On 17 August 2017, women and children inside the flood shelter in Kurigram District, located in the Rangpur Division, in Northern Bangladesh. Many women are finding it difficult to feed their children and provide safe water.
DHAKA/HONG KONG, 31 August 2017 – UNICEF with partners are scaling up the emergency response in the flood-affected northern and central parts of Bangladesh. UNICEF is also providing urgent support in Cox’s Bazar district with the recent influx of Rohingya children and their families. Children are the hardest hit and require the support to survive and outlive the physical and mental trauma of flood and displacement.
“During any emergency, be it flood or influx of people, children bear the biggest brunt and are at high risk of violence, abuse, chronic illness, and spread of contagious diseases. UNICEF will continue and strengthen its humanitarian support in coordination with the Government of Bangladesh in education, WASH, nutrition, health and child protection sectors for the children as they are suffering the most,” said Edouard Beigbeder, UNICEF Country Representative.
UNICEF is supporting the government in responding to 1.5 million flood affected people by providing water purification tablets, hygiene kits, jerry cans and bleaching powder. UNICEF is working on the reactivation of the education system which will start when the water level recedes.
At the same time UNICEF is working in Cox’s Bazar to address the needs of Rohingya children and their families as well as host communities. UNICEF has already built eight functioning Child Friendly Spaces for Rohingya children and adolescents, providing children with psychosocial and recreational support. UNICEF has initiated the screening of children for malnutrition, and the vaccination of children aged 9-59 months against Measles and Rubella – in the makeshift settlements and hard-to-reach host communities. More than 15,200 people now have access to safe drinking water and 9,700 people are provided with improved sanitation facilities in host communities.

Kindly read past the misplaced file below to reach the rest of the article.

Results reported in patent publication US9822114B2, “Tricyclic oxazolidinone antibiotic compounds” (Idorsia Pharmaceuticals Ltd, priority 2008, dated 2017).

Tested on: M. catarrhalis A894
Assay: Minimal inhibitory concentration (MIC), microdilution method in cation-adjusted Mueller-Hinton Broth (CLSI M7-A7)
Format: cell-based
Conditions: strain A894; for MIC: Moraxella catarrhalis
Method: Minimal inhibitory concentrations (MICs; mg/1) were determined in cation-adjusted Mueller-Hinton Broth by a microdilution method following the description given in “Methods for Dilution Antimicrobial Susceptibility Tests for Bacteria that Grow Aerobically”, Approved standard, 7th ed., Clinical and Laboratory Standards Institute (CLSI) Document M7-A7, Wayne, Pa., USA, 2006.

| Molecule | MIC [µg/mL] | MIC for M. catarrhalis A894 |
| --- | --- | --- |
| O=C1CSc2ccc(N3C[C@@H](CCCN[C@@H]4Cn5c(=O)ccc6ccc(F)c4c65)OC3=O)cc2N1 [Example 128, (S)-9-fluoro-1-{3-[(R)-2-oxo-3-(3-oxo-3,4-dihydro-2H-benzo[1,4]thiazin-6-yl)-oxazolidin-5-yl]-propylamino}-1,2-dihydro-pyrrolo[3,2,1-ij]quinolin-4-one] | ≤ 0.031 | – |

With the recent influx of Rohingyas –more than 80% of them are children and women- the demand has increased and UNICEF is working to mobilize more support and strengthen its existing activities. For recreational and psychosocial support to the newly arrived Rohingya children, 33 mobile CFSs are now operational with 100 recreational kits, Education in Emergency (EiE) kits and trained teachers. These mobile child friendly spaces have already provided psychosocial support to 226 newly arrived Rohingya children. Separated and unaccompanied children are also being identified through Child Friendly Spaces and community outreach. UNICEF is also ready to distribute hygiene kits and water purification tablets.
A Humanitarian Response Plan targeting the most vulnerable 330,000 people in the flood affected districts has been launch, requesting HK$37.44 million (US$4.8 million). With the recent influx of Rohingya children and their families, the funding requirement for its 2017-2018 response plan will have to be increased at least by HK$39 million (US$5 million).